Monday, 28 November 2016

Brilliant weather

A 'brilliant' 12 volunteers turned up on site today, to make up for the hours lost last week when we were completely rained out. The sun shone brilliantly, but there was no warmth to it, and a thin wind kept us on our toes, urging us to keep moving. Sitting outside (we are talking 28th November here) was just about do-able, if you had a hot cup of something between your hands.

Your blogger missed the early morning 'craic', tea and doughnuts, as a quick visit to the office was needed to deposit a cheque received for replica lamp post sales. Result!

Arrival at the Hayles platform found a large crowd of eager builders attacking the platform with trowels, drills and ratchet spanners, corbelling, pointing and fixing on wooden planks to the outside wall. Things were going swimmingly.

Paul was setting out the top row of corbelling on several bays.

The pallet of bricks in the background was brought up to the platform wall and was used up with amazing speed. Luckily we have another pallet of them in reserve.

Rick spent the day on a single job - pointing the top row of corbelling.

It's very slow and pains taking, but very worth while as you get a lovely, professional look on the brickwork.

Afterwards, the excess mortar is washed off with water and a soft brush.

Here is Paul - again, he seems to get into every picture - laying corbelling bricks on a different section, while Lyndon next to him is filling in the top row with mortar to make sure that all is set solid, and that we have a good base for the slabs.

On the subject of slabs, we are taking a greater interest in these and today a small party of 4 split off to go to Winchcombe and sort out some more using the Telehandler.

At 11.30 they were back, expecting lunch. This seemed a tad hungry, so we pointed out the early hour for this request. Jaws dropped. Wasn't it 12.30, after all? No it wasn't, we still had another hour to go, Paul hadn't started cooking yet.

After some head scratching, the penny dropped. It was Dave P who made the bugle call for lunch, and he'd read the little clock in the Telehandler, which was still set for summer time! The other three didn't question the time, but happily obeyed their rumbling stomachs....

Another Monday, another mouse in the trap. As the bait is always gone, it seems that another mouse has clambered over the top and safely finished it off! We need to find the back door into the container they are using.

Earlier, a large Chinook flew over at low level. They are not pressurised like most aircraft, it even had an open window at the front!

This one suddenly appeared over the crest of the Cotswold edge, swooped low into the valley and then chop-chop-chopped over the railway pretty much at treetop level, as you can see from the branches in the bottom corner.

Always very impressive, this.

Trackside now, Tim was working on completing the top row of corbelling on two further bays. We are just under half way with the corbelling now, it's coming along very nicely. Notice also the planking in the foreground, which at this point was almost finished.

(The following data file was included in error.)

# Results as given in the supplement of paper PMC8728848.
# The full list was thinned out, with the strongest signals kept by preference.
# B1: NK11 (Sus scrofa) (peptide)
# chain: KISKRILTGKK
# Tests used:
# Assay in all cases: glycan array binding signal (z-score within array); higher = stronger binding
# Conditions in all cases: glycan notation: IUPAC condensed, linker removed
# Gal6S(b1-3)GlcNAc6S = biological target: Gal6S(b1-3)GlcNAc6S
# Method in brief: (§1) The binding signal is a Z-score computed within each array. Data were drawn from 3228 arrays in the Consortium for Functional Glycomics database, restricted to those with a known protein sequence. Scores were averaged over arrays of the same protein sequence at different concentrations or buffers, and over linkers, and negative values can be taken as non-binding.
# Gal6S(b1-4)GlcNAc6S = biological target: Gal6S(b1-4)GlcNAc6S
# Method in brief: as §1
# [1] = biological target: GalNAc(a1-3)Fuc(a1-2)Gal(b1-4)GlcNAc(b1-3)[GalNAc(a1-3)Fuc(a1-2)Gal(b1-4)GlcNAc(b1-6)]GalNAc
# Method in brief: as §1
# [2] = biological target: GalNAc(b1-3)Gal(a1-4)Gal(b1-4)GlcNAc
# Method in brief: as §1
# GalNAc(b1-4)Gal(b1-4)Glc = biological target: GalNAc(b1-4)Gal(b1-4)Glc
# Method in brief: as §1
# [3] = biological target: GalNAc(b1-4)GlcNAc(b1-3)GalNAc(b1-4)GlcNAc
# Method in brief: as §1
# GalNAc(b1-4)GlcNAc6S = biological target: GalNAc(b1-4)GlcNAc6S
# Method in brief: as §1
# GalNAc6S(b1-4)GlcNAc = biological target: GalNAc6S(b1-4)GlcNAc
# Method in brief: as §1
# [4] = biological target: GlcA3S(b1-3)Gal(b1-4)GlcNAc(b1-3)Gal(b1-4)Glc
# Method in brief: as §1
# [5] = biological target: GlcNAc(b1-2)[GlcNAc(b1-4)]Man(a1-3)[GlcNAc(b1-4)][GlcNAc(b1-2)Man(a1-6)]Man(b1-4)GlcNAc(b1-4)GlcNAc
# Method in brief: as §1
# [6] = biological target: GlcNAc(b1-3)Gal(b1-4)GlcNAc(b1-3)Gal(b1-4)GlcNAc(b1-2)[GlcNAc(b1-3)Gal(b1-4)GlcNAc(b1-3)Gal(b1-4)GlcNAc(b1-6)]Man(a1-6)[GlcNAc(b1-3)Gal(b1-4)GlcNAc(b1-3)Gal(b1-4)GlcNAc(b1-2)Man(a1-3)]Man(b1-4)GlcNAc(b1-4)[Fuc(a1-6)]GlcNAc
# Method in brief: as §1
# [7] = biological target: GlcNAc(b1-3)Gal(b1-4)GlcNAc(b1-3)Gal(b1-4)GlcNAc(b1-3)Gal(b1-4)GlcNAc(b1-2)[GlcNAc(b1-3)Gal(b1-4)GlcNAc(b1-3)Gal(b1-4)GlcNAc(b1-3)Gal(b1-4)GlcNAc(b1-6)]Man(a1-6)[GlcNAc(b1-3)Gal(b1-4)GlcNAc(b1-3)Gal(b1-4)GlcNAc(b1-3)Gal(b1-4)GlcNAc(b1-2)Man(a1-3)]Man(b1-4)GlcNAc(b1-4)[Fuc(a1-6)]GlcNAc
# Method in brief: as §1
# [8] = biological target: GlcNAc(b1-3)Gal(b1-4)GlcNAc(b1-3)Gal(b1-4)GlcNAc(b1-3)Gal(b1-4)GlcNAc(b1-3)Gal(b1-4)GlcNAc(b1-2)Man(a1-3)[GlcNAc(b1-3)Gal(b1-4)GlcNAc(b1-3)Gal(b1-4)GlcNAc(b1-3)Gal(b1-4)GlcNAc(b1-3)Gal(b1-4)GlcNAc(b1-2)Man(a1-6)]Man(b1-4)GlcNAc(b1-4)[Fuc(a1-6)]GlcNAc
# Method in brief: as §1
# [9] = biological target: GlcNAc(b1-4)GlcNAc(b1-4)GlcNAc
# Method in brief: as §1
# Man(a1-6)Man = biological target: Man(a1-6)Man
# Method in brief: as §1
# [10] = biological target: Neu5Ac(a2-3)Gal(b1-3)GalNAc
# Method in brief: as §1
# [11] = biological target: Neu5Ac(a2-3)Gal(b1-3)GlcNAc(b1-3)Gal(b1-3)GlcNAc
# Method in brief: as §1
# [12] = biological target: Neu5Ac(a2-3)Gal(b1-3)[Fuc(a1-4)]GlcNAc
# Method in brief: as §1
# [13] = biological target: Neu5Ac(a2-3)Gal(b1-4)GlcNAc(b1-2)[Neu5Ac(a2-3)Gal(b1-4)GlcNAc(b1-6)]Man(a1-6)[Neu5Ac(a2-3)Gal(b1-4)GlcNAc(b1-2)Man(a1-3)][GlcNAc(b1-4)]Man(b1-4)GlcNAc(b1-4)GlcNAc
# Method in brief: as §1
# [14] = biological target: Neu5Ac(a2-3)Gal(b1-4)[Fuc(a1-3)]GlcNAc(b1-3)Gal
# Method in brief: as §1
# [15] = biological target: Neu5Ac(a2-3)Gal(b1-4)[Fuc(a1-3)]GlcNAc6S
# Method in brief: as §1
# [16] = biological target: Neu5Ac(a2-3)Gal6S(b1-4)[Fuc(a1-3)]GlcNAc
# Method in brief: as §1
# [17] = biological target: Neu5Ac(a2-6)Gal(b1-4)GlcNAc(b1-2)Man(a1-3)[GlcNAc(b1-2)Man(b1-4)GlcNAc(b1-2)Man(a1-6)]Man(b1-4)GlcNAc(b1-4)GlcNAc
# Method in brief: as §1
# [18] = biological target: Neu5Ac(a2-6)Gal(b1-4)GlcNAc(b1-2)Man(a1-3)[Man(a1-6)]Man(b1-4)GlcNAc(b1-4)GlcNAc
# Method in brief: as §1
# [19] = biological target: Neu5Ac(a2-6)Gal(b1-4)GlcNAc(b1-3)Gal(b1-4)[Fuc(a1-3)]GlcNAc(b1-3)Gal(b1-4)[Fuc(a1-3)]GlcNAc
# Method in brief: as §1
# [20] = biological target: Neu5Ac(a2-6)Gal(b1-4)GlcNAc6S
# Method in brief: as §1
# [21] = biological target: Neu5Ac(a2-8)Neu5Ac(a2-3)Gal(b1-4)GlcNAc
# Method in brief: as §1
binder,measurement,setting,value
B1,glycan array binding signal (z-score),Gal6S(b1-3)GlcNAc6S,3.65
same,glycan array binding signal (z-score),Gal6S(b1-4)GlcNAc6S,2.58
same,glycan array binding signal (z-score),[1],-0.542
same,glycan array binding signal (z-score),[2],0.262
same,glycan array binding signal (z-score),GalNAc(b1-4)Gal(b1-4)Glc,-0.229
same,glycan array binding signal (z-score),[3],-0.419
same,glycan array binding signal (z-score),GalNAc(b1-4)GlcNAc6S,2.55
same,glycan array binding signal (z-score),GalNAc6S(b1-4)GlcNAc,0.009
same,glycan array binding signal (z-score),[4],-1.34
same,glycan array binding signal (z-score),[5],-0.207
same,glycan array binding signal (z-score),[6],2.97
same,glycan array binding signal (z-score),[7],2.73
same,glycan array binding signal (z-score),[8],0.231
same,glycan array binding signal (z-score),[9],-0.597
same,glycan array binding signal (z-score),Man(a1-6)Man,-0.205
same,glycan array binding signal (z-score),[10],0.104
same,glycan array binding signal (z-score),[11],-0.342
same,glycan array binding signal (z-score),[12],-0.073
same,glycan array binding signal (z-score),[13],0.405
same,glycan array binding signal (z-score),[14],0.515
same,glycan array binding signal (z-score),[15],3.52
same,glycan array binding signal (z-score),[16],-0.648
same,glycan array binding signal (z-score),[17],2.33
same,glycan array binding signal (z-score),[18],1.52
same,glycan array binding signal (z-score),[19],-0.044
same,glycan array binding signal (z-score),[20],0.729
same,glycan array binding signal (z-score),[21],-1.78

In this picture Jim H is bolting down one of the final planks.

This part of the project seemed to go really quickly, because by the end of the day the big planks were all on, along the whole length of the platform, and only a couple of off cuts needed to be added at one end for this job to be ticked off on the list.

This overall view gives a good idea of the vigour with which the corbelling and mortaring as attacked today. It's all happening here. It's a pity we had to stop relatively early, but it's getting colder now, and a frost is announced for this coming night, so we needed to cover up the work and give it a chance to go off.

Another trackside view here, this time showing the corbelling team putting up a wooden strip which helps to achieve the correct level for the first row of bricks.

Here is the end of the day shot (well, 2pm, when we stopped making mortar and yours truly had to divert to a ballast drop at Laverton) and you can see quite clearly that all the planks are on, and this now looks like a platform made entirely of sleepers! Such subterfuge, don't tell anyone.
Most of the corbelling activity has been in the middle and at the far end, with the nearest, southern, end still to be started.

The houses in the distance are those of the little bijou village of Didbrook, where Lucky the Dalmtian lives. This is the nearest village to the site, Hayles Abbey having just the abbey and one or two houses nearby.

This is a view from 'Didbrook 2' - the second bridge out of Toddington. This bucolic scene of Didbrook village shows the farm, grazing sheep outside the door, the church and behind it the towering Cotswold edge. Isn't it lovely?


  1. Super blog Jo . I eagerly await the next one

  2. The Cotswolds do seem to get some wonderful weather. Good use made of it by yourselves - Yes. I know it looks warmer than it actually is. I suffer the same down here in Cornwall. My little dog certainly isn't as keen on going out as in the warmer months and Chihuahuas hate rain! Regards, Paul.

  3. The clue is in my spots - I am not a labrador! Your donuts are yummy so sorry you will not be there on Monday, 26th. Merry Christmas to you all. Lucky.